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Speech of Hope Set the Course for American-German Relations 60 Years Ago

September 6 marks the 60th anniversary of the landmark "Speech of Hope" by James F. Byrnes, secretary of state under President Harry S. Truman. Gary Smith, executive director of the American Academy in Berlin, explains the importance of the speech at a time when Germans "faced disorientation and uncertainty":
The future of a devastated Germany was ambiguous at best; the French wished to partition off the Ruhr Valley and another plan envisioned a smaller, pastoral Germany of farmers and bed-and-breakfasts. But a year after Stunde Null, US Secretary of State James Byrnes took the train from Berlin to Stuttgart to deliver what became the defining speech of postwar transatlantic relations: the "Speech of Hope." Byrnes brought a simple, if unexpected, message: the US would provide massive support for Germany’s path to recovery. (…)
Some critics argue that there is a dearth of gratitude in Germany for America's monumental support for the country’s reconstruction. I think that gratitude is not only ubiquitous but a vital component of postwar German identity. Yet in recent years some Germans have forgotten what America is -- a land of diversity and debate, of writers and innovators, of checks and balances – and that it deserves a measure of confidence in turn.
Today there are more potential catastrophes facing the Western world than ever before; and no nation or organization is capable of effectively dealing with these alone. (…) Both Germans and Americans must question the current national preoccupations with inwardness and the day-to-day.
Read his entire editorial (in English or German), which was part of the American Academy's semi-annual supplement in German papers like Der Tagesspiegel and Das Handelsblatt. Anne Applebaum is one of the academy's fellows this year. Her essay on the Hungarian revolution -- quoted in the last post To Defeat the Beast, Don't Feed the Beast -- was published in that supplement as well, along with those by the other fellows.
The German state of Baden-Wuerttemberg commemorates the speech on a special website and will hold a ceremony on October 4, 2006 (i.e. the day after the national holiday of reunification...) that will be attended by Chancellor Merkel and former Secretary of State Henry Kissinger. Full text of the speech in English and in German and audio files of the speech and more.

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alec on :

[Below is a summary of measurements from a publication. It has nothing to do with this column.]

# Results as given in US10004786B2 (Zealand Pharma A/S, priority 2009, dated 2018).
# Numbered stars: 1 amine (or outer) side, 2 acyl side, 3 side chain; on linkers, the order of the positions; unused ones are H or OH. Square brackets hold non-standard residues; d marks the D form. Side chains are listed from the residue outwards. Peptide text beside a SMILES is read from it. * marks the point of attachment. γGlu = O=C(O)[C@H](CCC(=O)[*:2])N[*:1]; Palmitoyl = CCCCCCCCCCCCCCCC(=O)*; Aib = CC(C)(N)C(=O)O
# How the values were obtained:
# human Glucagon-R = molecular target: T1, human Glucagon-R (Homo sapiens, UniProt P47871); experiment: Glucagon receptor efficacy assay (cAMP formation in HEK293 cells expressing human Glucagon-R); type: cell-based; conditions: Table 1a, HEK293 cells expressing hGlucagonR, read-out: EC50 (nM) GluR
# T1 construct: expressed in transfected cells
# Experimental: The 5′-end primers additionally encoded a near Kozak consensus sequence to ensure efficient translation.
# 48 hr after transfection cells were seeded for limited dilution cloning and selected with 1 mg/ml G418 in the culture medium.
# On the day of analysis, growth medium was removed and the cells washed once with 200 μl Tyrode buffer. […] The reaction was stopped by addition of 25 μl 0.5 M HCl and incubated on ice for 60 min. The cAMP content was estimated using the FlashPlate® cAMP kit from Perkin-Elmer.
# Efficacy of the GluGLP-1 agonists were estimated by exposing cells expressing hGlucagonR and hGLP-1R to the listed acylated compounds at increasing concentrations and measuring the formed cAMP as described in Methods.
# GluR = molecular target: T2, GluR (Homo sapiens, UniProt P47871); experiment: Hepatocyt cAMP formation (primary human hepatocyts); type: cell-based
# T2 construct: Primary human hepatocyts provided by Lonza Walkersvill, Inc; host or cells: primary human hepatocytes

I think the converse of this argument raises a significant point: because American provided so much aid to the Germans in the 1940's does not mean they are obligated to support us in the 21st century. I agree there should be some level of historical appreciation for the Marshall Plan, but in the spirit of compromise and multilateral decision making, criticism of the US should not be discounted or withdrawn because of historical circumstance. I feel for the Germans, for it feels like we at times force them to always live in the past. Should they be the victims and apologists for the crimes of their forefathers? While we can't ignore what occured in WW2, we cannot limit the present German state to the confines of the past.

Don on :

I might agree with you, Alec. But I would say in response that the fact that the US supported Germany and the other NATO allies in dealing with the Kosovo problem in 1999 DOES create an obligation - one which has not been met in turn over Iraq. That is the past also - the recent past. Two years after the US fought a war to stabilize the Balkans (very much in the German interest), the German delegation at the UN supported a plan whose effect was to remove the US from a number of key UN committees. I call that a short memory. An exceedingly short memory.....

Anonymous on :

Top News Article | Reuters.com Blair, U.S. President George W. Bush's closest ally in the so-called war on terror, said the world urgently needs the United States to help tackle the globe's most pressing problems. "The danger is if they decide to pull up the drawbridge and disengage. We need them involved," Blair said, spelling out his political vision in a pamphlet published by The Foreign Policy Center think-tank. "The strain of, frankly, anti-American feeling in parts of European politics is madness when set against the long-term interests of the world we believe in," he said. http://go.reuters.com/newsArticle.jhtml?type=topNews&storyID=13480878&src=rss/topNews

Isolationist on :

I do not know the basis of PM Blair's fear of the drawbridge go up, but I can only hope that it is something real, deeply rooted and ever expanding until isolationism rules in Washington, D.C. once again.

mohamed on :

i wanna take acourse in american

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